News From 2022
Gary Jackson, who has served as director of the MSU Extension Service since 2011, has been selected to fill a new leadership position focused on university outreach and engagement activities.
Jackson will fill the newly created position of associate vice president for outreach and engagement, effective Sept. 1. Steve Martin, currently associate director for county operations, will serve as interim Extension director.
A few sassafras trees across Mississippi have started to show signs of dieback, and Mississippi State University is asking for help in identifying affected trees. The trees are suspected of having laurel wilt, a disease caused by a fungus that has already proven deadly to the state’s redbay trees. The fungus is carried by the redbay ambrosia beetle, an invasive species native to Asia.
Most cotton in Mississippi got off to an excellent start in May, received the heat needed in June and July, and now is ready for sunny skies so growers can harvest a potentially above-average crop. The U.S. Department of Agriculture estimates 56% of the crop is in good or excellent shape, with another 38% estimated at fair. As of Aug. 28, bolls were opening on an estimated 25% of the crop.
Over the weekend, we had a most welcome visitor return to my home garden and landscape after an absence of several months. Our first hummingbird of the fall season arrived, and this was an indicator of lots of activity in the next few weeks. I get excited to see the first fall hummingbirds because it means they’re going to start gathering all along the Gulf Coast in preparation for their fall migration.
STARKVILLE, Miss. -- Portions of central Mississippi and the lower Mississippi Delta saw more than 1 foot of rain between Aug. 21 and 25, and flash flooding will affect some agricultural commodities in these areas.
Torrential downpours dropped 8-13 inches of rain in much of Leake, Neshoba, Scott, Kemper, Hinds and Newton counties, as well as parts of surrounding counties, prompting road closures and evacuations.
STARKVILLE, Miss. -- Late summer and early fall are when many growers begin thinking about when to make their last cut of hay each year, but safety should always be the top priority of anyone operating a baler, whether it is May or October.
Regular equipment maintenance and inspections are the best ways to prevent hay baler fires, but disaster can sometimes happen regardless of good upkeep and storage practices.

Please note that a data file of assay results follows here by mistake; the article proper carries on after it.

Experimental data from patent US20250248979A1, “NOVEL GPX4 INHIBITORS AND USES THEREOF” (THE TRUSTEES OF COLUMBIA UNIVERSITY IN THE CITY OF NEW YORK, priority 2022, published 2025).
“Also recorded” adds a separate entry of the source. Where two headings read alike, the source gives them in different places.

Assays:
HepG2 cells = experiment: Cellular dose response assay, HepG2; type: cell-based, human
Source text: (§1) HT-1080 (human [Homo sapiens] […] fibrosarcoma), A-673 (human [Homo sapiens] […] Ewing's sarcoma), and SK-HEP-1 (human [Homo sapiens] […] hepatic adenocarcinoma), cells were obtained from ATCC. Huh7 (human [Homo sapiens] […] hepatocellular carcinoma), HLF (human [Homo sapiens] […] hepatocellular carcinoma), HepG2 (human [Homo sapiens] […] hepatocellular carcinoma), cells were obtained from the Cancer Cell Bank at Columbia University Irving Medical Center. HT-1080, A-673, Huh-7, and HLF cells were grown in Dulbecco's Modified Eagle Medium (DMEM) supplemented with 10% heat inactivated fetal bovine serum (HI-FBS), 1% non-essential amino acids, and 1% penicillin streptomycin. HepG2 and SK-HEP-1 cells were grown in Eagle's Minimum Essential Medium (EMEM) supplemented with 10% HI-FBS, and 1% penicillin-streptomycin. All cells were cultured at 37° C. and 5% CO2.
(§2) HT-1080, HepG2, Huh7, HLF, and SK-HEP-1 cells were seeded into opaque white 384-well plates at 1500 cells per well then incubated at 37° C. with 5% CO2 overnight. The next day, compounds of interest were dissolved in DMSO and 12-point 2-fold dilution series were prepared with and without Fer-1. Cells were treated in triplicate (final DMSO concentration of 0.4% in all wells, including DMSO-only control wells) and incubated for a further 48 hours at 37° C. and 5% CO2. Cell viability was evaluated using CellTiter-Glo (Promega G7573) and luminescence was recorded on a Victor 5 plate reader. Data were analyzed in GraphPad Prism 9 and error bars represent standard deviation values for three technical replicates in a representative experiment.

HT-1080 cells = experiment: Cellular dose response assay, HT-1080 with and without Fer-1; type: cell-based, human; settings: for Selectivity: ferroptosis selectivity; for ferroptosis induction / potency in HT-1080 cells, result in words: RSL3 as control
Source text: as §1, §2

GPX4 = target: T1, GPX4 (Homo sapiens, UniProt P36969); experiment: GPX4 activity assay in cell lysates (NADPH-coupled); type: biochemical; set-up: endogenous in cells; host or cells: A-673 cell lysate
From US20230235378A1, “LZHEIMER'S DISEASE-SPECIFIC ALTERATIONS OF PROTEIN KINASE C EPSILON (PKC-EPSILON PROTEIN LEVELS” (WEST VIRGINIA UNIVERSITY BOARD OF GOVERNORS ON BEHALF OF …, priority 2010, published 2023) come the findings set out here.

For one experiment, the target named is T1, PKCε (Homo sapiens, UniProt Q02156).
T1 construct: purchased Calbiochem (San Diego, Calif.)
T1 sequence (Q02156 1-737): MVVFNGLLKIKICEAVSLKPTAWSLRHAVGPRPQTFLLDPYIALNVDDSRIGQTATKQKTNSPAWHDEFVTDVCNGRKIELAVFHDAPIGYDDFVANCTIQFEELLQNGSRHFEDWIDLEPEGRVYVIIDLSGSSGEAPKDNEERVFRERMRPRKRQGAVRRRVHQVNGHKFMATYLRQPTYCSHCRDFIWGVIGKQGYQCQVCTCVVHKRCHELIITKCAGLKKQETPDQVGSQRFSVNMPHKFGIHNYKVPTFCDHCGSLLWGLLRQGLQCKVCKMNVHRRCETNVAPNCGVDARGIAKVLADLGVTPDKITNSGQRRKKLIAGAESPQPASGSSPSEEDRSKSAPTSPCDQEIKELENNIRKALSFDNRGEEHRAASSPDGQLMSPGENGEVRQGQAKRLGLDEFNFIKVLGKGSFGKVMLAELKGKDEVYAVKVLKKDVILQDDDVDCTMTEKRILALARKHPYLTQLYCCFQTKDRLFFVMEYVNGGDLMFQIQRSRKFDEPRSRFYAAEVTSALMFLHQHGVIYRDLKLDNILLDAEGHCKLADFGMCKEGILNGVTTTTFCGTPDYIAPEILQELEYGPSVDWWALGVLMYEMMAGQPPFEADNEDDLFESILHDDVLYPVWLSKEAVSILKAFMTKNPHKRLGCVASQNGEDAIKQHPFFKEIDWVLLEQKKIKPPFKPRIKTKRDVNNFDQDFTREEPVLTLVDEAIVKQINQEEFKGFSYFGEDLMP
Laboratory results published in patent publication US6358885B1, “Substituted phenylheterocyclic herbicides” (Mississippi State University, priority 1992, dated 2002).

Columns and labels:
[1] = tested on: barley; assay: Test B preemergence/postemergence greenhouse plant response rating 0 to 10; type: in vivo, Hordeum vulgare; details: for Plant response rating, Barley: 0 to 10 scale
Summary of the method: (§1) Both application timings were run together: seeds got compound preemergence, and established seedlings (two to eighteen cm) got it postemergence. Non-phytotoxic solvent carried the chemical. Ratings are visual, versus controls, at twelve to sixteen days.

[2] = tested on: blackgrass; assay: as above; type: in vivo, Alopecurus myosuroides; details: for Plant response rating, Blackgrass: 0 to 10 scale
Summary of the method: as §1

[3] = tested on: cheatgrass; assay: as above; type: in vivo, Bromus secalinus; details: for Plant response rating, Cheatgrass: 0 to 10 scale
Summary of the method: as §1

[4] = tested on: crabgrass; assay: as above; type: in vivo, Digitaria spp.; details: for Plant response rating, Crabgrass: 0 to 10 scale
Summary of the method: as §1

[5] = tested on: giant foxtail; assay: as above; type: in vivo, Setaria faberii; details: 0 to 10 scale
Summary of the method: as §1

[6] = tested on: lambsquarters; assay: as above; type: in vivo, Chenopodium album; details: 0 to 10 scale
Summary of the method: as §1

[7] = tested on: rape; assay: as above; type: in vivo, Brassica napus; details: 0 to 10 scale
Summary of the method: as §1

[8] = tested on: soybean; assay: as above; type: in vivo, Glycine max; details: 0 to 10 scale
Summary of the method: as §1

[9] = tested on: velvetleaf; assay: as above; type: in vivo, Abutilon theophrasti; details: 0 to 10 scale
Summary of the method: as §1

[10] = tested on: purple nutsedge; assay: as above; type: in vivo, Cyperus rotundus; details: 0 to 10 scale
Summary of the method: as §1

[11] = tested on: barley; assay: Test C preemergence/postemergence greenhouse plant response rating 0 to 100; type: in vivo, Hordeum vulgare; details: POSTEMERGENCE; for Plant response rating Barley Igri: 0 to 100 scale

Even though we’re still in a very warm August, now is the time to start thinking about fall color. It can be a garden challenge trying to maintain a variety of color in the coming cool-season landscape. In my opinion, dianthus is one good choice to help keep your garden interesting, and it is an easy choice for that extra splash of cool-season color.
STONEVILLE, Miss. -- Delta Agricultural Weather Center stations typically record historical weather data and help growers make production decisions, but now they are also key components of a new honeybee study at Mississippi State University.
Esmaeil Amiri, an assistant professor of apiculture with the MSU Extension Service and researcher with the Mississippi Agricultural and Forestry Experiment Station, is using the facilities and datasets provided by the weather center for his research team’s study on the effect of weather on honeybee health.
STARKVILLE, Miss. -- The presence of a water source on private land can make a property much more desirable for several reasons. Whether it’s a lake, pond, stream or river, a water source provides opportunities for recreation, development, agricultural production, and wildlife and fisheries habitat.
A key aspect of maintaining the value of the water resource is ensuring that it is protected and used wisely.
RAYMOND, Miss. -- The rollout of the 988 Suicide and Crisis Lifeline offers more hope to individuals dealing with mental-health-related distress. That population includes farmers and farm workers, who are among those most at risk for suicide and mental health distress.